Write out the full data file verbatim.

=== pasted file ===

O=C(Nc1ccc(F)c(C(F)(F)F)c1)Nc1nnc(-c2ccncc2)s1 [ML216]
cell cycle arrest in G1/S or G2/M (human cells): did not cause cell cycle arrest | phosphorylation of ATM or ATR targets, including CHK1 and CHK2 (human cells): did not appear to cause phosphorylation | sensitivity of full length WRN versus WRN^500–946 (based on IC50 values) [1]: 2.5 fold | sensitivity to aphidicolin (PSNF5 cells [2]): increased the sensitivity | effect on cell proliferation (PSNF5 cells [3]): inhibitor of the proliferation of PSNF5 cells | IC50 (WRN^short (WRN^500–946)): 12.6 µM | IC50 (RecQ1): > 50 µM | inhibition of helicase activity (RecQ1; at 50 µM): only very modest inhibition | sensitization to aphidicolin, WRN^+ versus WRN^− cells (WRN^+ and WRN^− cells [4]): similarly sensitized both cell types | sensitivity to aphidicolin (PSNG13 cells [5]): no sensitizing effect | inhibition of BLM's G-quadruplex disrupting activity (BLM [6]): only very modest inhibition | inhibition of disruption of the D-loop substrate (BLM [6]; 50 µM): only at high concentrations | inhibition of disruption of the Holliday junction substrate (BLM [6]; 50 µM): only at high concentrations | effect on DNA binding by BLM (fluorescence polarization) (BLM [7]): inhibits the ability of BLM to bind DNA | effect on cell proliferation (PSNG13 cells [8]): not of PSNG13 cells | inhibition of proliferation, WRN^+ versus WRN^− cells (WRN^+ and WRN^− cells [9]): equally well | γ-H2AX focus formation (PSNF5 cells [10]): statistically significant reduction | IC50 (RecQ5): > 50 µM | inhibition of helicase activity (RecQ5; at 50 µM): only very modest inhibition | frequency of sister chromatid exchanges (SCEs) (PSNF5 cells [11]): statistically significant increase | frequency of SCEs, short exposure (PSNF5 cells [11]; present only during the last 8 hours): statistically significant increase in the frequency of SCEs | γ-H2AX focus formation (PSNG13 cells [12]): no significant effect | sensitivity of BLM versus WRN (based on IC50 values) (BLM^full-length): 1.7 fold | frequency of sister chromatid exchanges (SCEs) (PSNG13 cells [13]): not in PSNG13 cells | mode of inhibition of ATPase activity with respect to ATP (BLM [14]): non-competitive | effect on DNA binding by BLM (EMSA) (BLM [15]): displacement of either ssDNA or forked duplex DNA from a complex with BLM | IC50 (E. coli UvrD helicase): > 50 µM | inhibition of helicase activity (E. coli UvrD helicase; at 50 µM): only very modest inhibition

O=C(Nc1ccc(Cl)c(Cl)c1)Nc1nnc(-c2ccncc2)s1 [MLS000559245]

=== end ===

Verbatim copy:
O=C(Nc1ccc(F)c(C(F)(F)F)c1)Nc1nnc(-c2ccncc2)s1 [ML216]
cell cycle arrest in G1/S or G2/M (human cells): did not cause cell cycle arrest | phosphorylation of ATM or ATR targets, including CHK1 and CHK2 (human cells): did not appear to cause phosphorylation | sensitivity of full length WRN versus WRN^500–946 (based on IC50 values) [1]: 2.5 fold | sensitivity to aphidicolin (PSNF5 cells [2]): increased the sensitivity | effect on cell proliferation (PSNF5 cells [3]): inhibitor of the proliferation of PSNF5 cells | IC50 (WRN^short (WRN^500–946)): 12.6 µM | IC50 (RecQ1): > 50 µM | inhibition of helicase activity (RecQ1; at 50 µM): only very modest inhibition | sensitization to aphidicolin, WRN^+ versus WRN^− cells (WRN^+ and WRN^− cells [4]): similarly sensitized both cell types | sensitivity to aphidicolin (PSNG13 cells [5]): no sensitizing effect | inhibition of BLM's G-quadruplex disrupting activity (BLM [6]): only very modest inhibition | inhibition of disruption of the D-loop substrate (BLM [6]; 50 µM): only at high concentrations | inhibition of disruption of the Holliday junction substrate (BLM [6]; 50 µM): only at high concentrations | effect on DNA binding by BLM (fluorescence polarization) (BLM [7]): inhibits the ability of BLM to bind DNA | effect on cell proliferation (PSNG13 cells [8]): not of PSNG13 cells | inhibition of proliferation, WRN^+ versus WRN^− cells (WRN^+ and WRN^− cells [9]): equally well | γ-H2AX focus formation (PSNF5 cells [10]): statistically significant reduction | IC50 (RecQ5): > 50 µM | inhibition of helicase activity (RecQ5; at 50 µM): only very modest inhibition | frequency of sister chromatid exchanges (SCEs) (PSNF5 cells [11]): statistically significant increase | frequency of SCEs, short exposure (PSNF5 cells [11]; present only during the last 8 hours): statistically significant increase in the frequency of SCEs | γ-H2AX focus formation (PSNG13 cells [12]): no significant effect | sensitivity of BLM versus WRN (based on IC50 values) (BLM^full-length): 1.7 fold | frequency of sister chromatid exchanges (SCEs) (PSNG13 cells [13]): not in PSNG13 cells | mode of inhibition of ATPase activity with respect to ATP (BLM [14]): non-competitive | effect on DNA binding by BLM (EMSA) (BLM [15]): displacement of either ssDNA or forked duplex DNA from a complex with BLM | IC50 (E. coli UvrD helicase): > 50 µM | inhibition of helicase activity (E. coli UvrD helicase; at 50 µM): only very modest inhibition

O=C(Nc1ccc(Cl)c(Cl)c1)Nc1nnc(-c2ccncc2)s1 [MLS000559245]